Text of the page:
BAR HARBOR — Watching from the sidelines at Mount Desert Island High School’s Bunny Parady Gymnasium, Sean Geagan rests back in his chair as he watches a group of basketball players go up and down the court. Whether those players are wearing purple and gold or green and white, he’s offering support with every word.
As the opposing MDI Trojans go down the court, the head coach of the Bucksport unified basketball team watches as they pass from player to player. Before long, the ball reaches MDI’s Spencer Rose, who makes a 3-point shot as the entire gymnasium jumps to its feet.
“Good job!” Geagan shouts to Rose as he claps his hands and rises to his feet. “That was a great shot.”
Under normal circumstances, cheering for an opposing player at a sporting event might seem out of place. In unified basketball, though, there’s rarely a fan, coach or assistant who isn’t doing so regardless of who wins or loses or how many points a player scores.
Monday’s game between MDI and Bucksport marked the first of the 2018 unified basketball season for both teams. As is the case every time a unified basketball game is played, the positive atmosphere in the gym made everybody a winner before the game even began.
Unified basketball is an adapted version of the game suited for high school students with developmental disabilities. MDI was the first Hancock County high school to offer the sport in 2016, and Bucksport and Ellsworth joined the following year.
Scores, records and some statistics are kept for games, but that’s not why players, assistants and fans show up for them. Instead of a game constrained by tightly enforced rules, coaches, assistants and even officials help players enjoy the game by whatever means necessary, whether they’re on the court or on the sidelines.
“It’s so much fun to be here for this,” said sophomore David Gross, who serves as team manager for the Bucksport team. “The kids love it, and it’s a great experience for everybody who comes.”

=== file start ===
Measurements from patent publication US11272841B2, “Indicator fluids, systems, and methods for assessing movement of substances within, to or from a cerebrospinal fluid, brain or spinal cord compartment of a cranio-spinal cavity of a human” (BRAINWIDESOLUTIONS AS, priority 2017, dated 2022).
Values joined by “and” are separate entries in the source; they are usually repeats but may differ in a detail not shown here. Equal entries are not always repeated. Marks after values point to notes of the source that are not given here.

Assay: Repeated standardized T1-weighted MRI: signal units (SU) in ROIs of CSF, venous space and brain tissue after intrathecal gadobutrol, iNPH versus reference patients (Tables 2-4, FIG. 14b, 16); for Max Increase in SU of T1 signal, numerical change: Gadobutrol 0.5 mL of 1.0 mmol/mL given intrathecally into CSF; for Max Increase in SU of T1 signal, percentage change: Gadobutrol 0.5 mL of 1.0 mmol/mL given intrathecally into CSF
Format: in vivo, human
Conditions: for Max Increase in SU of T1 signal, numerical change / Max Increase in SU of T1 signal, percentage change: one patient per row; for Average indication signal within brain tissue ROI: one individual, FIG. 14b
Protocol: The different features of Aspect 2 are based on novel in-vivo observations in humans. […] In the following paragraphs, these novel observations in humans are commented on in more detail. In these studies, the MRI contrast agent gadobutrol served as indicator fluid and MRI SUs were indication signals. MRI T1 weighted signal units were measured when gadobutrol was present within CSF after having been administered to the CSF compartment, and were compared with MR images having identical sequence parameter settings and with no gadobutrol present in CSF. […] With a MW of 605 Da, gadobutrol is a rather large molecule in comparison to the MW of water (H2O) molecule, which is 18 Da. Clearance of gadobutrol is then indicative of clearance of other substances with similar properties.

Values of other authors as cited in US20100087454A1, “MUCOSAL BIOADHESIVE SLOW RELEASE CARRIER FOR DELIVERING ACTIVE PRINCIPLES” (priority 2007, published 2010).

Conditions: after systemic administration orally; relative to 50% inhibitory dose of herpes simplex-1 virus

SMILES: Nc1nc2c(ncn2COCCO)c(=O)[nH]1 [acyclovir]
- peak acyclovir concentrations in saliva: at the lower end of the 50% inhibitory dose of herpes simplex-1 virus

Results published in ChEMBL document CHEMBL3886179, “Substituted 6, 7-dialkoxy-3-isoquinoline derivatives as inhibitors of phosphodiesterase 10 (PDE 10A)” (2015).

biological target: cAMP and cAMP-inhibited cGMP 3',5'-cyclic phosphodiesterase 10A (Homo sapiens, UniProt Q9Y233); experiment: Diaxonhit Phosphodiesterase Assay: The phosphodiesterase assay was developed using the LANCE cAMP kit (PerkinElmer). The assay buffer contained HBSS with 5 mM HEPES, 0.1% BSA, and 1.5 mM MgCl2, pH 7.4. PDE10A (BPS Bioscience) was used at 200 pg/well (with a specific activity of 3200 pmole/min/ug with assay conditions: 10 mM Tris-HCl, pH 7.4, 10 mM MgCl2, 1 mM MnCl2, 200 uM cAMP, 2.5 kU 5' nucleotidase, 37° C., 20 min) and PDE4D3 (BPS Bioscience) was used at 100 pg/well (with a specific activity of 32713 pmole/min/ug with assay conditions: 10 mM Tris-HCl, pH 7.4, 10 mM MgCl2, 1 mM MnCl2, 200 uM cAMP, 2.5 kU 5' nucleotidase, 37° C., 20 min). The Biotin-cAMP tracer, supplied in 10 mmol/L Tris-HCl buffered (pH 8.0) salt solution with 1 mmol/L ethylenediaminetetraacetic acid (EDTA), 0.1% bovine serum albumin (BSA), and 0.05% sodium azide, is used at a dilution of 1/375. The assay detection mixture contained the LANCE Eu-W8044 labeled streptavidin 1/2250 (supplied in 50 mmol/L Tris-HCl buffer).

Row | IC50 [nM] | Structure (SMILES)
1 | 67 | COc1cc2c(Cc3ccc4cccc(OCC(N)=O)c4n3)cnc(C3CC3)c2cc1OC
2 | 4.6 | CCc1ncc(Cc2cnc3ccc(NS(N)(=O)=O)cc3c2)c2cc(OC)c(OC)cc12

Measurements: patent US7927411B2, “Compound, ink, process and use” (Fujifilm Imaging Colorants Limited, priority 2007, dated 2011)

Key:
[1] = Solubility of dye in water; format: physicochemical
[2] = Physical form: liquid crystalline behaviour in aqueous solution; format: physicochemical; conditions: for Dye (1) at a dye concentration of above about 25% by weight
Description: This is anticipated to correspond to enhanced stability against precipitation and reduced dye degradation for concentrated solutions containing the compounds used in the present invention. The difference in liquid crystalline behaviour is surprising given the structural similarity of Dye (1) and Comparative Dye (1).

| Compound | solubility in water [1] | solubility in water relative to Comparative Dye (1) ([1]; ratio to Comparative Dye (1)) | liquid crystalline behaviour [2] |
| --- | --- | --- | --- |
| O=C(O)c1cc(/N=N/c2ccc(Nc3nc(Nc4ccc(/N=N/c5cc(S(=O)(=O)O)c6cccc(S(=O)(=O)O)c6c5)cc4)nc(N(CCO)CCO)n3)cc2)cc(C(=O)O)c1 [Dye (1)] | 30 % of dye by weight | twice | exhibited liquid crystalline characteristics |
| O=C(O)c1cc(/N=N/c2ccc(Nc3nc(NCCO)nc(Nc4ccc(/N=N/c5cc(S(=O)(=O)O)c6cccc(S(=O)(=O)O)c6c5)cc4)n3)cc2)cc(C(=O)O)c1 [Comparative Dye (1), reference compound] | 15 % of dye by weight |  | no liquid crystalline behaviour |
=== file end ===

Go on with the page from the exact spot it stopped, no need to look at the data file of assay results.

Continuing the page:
Across the state, everyone is coming to that realization. Between new programs offering unified basketball and schools forming partnerships, what started out as a grassroots effort in 2015 has now expanded to include 52 teams.
In varsity basketball, teams such as MDI and Bucksport aren’t likely to play one another in the regular season because of class-size differences. Yet in unified basketball, where the chance to play is more important than the final score, those differences don’t matter.
“It’s really special to watch,” said Sally Merchant, an educational technology specialist at MDI who works with special-needs students. “You have to see it to truly understand what it means.”
As the game drew to a close, Geagan, Gross and MDI head coach Matt Umphrey high-fived players from both teams after baskets, and the referees allowed numerous substitutions to make sure everyone had equal playing time.
The post-game scenes following Bucksport’s 71-51 win resembled those that occur following most unified games: team photos, both teams supporting one another and everyone in the gym giving players congratulatory messages.
“It’s about making sure everyone plays and enjoys it,” Merchant said. “Everyone gets a chance, and that’s what matters the most.”